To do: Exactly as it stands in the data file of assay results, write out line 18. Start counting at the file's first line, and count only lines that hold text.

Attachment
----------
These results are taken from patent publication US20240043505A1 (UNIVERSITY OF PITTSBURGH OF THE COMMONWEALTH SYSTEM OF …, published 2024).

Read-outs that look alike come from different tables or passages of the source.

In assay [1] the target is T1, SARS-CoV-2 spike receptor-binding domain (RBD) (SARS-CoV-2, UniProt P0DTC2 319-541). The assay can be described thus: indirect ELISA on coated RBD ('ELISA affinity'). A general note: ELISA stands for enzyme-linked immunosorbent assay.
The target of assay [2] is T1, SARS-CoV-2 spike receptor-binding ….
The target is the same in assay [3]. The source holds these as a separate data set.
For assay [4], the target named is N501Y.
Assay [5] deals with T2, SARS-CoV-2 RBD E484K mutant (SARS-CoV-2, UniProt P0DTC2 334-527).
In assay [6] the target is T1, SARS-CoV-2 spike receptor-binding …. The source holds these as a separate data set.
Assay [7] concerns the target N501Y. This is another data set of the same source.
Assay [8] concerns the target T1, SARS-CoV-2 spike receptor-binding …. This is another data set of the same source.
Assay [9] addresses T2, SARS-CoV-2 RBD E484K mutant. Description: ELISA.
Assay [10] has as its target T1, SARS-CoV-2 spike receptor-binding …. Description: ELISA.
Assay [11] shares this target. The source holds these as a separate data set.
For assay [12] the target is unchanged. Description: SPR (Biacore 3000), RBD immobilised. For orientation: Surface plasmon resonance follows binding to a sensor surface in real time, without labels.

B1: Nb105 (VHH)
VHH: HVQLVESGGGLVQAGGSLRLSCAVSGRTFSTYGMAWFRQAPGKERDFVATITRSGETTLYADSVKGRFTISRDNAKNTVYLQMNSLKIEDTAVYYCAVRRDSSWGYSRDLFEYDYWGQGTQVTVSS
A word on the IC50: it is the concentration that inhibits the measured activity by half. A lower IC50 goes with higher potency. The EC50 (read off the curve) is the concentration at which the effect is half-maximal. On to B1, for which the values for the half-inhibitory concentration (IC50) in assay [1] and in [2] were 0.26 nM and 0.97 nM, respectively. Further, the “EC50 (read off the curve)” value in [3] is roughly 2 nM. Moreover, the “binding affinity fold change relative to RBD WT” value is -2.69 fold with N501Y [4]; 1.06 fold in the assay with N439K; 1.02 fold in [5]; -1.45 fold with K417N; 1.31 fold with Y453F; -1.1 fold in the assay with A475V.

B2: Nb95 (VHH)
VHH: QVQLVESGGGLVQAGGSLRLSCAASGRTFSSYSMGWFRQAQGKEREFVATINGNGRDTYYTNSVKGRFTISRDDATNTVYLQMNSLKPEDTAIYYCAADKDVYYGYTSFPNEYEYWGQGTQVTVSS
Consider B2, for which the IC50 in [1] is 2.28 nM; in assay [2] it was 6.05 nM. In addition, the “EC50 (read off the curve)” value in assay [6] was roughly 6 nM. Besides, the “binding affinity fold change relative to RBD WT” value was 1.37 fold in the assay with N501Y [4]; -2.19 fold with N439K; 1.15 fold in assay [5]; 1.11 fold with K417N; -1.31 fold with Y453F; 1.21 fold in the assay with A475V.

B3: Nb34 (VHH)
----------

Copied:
B2: Nb95 (VHH)